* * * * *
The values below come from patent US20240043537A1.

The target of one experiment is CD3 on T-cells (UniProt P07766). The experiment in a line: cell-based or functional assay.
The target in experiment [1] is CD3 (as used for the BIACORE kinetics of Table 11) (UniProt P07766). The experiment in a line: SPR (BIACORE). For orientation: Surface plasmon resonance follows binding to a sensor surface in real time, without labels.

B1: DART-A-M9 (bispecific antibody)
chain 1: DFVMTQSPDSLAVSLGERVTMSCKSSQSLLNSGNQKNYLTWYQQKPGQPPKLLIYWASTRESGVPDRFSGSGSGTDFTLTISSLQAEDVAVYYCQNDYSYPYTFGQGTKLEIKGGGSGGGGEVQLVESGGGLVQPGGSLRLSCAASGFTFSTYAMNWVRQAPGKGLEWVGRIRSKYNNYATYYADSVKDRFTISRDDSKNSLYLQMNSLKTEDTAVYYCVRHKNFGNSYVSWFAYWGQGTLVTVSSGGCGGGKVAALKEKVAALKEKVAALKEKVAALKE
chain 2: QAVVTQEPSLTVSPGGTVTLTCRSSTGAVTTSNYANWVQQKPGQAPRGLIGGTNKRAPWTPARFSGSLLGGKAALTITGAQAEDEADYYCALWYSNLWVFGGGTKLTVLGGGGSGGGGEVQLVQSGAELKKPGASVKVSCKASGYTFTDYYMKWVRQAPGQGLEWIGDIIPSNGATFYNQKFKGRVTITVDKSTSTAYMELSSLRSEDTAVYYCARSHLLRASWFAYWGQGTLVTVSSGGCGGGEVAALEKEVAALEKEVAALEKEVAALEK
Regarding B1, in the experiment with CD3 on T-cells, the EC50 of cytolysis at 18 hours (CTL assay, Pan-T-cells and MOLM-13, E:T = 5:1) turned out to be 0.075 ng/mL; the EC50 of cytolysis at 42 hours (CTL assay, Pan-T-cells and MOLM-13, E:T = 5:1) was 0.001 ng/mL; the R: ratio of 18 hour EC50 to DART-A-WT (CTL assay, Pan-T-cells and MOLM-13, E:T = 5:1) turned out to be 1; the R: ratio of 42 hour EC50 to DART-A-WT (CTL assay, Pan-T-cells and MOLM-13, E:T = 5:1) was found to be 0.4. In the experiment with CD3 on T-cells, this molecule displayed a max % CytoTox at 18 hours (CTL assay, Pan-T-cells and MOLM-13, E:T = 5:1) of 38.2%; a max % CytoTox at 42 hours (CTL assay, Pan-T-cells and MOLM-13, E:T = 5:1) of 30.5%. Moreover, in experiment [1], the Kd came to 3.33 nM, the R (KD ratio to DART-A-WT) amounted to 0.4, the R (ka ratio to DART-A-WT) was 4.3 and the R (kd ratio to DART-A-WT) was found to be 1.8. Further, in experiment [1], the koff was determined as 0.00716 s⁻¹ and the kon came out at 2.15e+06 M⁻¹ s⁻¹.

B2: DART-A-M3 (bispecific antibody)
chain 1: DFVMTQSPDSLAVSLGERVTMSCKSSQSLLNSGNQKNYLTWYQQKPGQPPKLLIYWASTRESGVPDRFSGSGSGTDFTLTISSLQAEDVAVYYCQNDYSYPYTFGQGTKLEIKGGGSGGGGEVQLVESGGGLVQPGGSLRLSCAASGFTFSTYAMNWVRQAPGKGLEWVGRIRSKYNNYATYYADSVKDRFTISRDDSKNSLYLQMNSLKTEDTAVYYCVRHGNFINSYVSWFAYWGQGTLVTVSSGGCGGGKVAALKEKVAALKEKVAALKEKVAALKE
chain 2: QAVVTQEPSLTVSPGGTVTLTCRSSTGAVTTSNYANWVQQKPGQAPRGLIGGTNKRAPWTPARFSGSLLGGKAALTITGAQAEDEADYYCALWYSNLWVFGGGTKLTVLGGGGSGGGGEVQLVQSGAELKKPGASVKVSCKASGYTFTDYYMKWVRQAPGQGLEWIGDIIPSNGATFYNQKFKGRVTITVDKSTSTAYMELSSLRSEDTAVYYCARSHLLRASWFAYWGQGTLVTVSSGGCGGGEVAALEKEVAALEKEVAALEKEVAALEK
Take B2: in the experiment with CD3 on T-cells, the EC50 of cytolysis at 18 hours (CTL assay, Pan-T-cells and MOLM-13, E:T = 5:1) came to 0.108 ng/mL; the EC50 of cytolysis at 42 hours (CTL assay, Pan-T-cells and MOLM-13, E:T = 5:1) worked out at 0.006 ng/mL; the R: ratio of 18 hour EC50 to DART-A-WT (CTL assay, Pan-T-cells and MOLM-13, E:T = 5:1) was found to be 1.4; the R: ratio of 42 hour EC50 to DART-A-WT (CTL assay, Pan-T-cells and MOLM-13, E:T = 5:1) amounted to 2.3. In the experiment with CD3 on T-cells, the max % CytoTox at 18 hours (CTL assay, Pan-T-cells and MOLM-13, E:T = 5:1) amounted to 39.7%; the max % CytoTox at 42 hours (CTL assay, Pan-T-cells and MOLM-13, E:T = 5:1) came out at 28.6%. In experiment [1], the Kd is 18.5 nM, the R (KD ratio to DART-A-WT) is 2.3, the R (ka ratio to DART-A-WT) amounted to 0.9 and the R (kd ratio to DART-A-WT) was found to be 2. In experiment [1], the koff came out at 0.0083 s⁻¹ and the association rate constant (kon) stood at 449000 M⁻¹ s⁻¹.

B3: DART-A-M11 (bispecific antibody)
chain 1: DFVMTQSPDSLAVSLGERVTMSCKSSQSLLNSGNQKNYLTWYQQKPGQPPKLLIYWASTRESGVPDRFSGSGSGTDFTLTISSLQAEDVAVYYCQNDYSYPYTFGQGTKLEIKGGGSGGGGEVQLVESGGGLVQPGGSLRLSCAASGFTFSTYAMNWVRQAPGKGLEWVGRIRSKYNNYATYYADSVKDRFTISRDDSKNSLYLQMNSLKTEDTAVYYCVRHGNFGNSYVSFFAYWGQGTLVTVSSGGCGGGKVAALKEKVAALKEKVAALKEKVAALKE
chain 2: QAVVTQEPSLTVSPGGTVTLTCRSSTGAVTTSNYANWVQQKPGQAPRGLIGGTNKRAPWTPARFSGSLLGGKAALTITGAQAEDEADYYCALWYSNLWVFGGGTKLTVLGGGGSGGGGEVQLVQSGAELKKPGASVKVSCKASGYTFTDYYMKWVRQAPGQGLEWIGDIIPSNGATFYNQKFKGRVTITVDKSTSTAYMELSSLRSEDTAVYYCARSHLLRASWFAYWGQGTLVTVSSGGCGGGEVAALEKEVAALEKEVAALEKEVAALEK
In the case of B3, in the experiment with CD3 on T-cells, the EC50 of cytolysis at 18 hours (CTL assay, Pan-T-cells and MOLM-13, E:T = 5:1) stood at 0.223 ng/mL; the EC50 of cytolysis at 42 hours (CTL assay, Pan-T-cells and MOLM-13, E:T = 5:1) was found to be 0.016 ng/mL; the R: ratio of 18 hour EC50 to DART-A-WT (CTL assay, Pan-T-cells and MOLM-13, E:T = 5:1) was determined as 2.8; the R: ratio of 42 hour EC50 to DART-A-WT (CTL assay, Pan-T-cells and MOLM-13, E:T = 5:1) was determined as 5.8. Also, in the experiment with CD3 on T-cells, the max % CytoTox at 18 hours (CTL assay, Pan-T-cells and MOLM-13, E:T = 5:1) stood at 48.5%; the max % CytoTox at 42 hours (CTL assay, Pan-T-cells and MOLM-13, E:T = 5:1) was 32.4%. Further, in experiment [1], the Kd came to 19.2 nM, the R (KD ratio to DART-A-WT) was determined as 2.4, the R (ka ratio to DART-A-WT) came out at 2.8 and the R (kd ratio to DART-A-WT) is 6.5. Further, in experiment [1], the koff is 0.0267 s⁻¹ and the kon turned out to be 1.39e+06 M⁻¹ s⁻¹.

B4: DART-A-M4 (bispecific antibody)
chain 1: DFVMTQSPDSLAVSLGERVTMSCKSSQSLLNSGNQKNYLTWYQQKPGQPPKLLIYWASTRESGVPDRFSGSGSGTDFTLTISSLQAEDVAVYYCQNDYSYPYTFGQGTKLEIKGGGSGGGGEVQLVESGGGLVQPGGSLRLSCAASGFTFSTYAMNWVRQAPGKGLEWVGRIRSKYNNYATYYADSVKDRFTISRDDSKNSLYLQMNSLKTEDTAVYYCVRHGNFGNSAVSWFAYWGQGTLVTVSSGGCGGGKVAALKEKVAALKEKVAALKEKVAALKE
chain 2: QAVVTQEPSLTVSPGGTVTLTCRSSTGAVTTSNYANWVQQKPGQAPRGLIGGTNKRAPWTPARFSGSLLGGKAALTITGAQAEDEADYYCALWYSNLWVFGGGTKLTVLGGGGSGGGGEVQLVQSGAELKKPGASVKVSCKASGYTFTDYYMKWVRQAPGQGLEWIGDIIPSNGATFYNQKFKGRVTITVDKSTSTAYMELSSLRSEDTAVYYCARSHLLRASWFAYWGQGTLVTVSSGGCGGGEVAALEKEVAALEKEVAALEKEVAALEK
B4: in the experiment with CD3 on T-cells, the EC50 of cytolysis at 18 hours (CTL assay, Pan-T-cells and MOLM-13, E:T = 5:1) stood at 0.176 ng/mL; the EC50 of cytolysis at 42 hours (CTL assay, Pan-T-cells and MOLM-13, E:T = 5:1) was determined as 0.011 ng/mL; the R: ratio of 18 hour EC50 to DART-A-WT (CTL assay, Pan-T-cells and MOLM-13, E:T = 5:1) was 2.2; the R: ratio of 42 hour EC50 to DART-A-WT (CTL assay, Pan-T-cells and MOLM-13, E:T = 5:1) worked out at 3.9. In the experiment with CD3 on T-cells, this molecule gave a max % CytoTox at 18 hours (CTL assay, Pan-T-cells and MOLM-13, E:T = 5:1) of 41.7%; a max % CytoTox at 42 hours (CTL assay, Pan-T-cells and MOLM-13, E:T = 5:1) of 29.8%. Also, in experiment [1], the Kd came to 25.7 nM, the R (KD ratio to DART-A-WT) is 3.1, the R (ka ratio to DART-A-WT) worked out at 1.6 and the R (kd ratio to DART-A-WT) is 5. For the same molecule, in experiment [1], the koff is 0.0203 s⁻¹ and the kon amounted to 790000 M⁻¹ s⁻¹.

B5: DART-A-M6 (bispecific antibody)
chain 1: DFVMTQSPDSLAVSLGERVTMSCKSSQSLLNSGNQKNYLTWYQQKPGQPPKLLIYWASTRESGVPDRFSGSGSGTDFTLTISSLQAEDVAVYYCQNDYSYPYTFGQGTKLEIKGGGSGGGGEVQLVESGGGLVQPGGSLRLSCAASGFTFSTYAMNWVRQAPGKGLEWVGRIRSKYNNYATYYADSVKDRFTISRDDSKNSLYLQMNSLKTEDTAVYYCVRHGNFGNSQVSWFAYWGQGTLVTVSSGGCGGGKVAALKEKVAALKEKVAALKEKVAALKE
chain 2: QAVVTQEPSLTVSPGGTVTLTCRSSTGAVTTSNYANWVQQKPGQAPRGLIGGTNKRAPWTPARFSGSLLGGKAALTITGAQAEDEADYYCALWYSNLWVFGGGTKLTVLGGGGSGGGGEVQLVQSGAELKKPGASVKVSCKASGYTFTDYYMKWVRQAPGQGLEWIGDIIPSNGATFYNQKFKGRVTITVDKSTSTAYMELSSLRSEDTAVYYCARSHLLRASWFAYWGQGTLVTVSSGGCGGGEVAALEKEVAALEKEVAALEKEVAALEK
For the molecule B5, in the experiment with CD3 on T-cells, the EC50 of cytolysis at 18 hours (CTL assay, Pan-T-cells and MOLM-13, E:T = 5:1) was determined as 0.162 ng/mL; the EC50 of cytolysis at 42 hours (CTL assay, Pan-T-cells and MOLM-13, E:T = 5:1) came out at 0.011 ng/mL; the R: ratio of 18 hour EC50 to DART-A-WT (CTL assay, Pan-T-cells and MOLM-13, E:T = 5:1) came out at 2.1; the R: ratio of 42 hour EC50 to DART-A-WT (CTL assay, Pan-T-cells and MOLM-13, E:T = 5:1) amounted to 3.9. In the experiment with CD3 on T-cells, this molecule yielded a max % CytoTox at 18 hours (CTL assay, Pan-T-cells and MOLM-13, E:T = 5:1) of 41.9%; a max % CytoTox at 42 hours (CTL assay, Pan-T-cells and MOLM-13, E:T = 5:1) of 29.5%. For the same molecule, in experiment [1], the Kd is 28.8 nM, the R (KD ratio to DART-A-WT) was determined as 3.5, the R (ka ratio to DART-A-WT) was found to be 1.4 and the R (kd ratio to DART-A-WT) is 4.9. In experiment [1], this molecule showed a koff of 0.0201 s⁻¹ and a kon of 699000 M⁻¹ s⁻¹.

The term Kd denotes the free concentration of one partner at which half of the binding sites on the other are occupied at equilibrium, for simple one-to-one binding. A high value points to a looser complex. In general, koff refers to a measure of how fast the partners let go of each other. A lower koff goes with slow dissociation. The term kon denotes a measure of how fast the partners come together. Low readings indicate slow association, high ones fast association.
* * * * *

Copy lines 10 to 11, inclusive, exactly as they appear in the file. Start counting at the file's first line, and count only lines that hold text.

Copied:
chain 2: QAVVTQEPSLTVSPGGTVTLTCRSSTGAVTTSNYANWVQQKPGQAPRGLIGGTNKRAPWTPARFSGSLLGGKAALTITGAQAEDEADYYCALWYSNLWVFGGGTKLTVLGGGGSGGGGEVQLVQSGAELKKPGASVKVSCKASGYTFTDYYMKWVRQAPGQGLEWIGDIIPSNGATFYNQKFKGRVTITVDKSTSTAYMELSSLRSEDTAVYYCARSHLLRASWFAYWGQGTLVTVSSGGCGGGEVAALEKEVAALEKEVAALEKEVAALEK
Take B2: in the experiment with CD3 on T-cells, the EC50 of cytolysis at 18 hours (CTL assay, Pan-T-cells and MOLM-13, E:T = 5:1) came to 0.108 ng/mL; the EC50 of cytolysis at 42 hours (CTL assay, Pan-T-cells and MOLM-13, E:T = 5:1) worked out at 0.006 ng/mL; the R: ratio of 18 hour EC50 to DART-A-WT (CTL assay, Pan-T-cells and MOLM-13, E:T = 5:1) was found to be 1.4; the R: ratio of 42 hour EC50 to DART-A-WT (CTL assay, Pan-T-cells and MOLM-13, E:T = 5:1) amounted to 2.3. In the experiment with CD3 on T-cells, the max % CytoTox at 18 hours (CTL assay, Pan-T-cells and MOLM-13, E:T = 5:1) amounted to 39.7%; the max % CytoTox at 42 hours (CTL assay, Pan-T-cells and MOLM-13, E:T = 5:1) came out at 28.6%. In experiment [1], the Kd is 18.5 nM, the R (KD ratio to DART-A-WT) is 2.3, the R (ka ratio to DART-A-WT) amounted to 0.9 and the R (kd ratio to DART-A-WT) was found to be 2. In experiment [1], the koff came out at 0.0083 s⁻¹ and the association rate constant (kon) stood at 449000 M⁻¹ s⁻¹.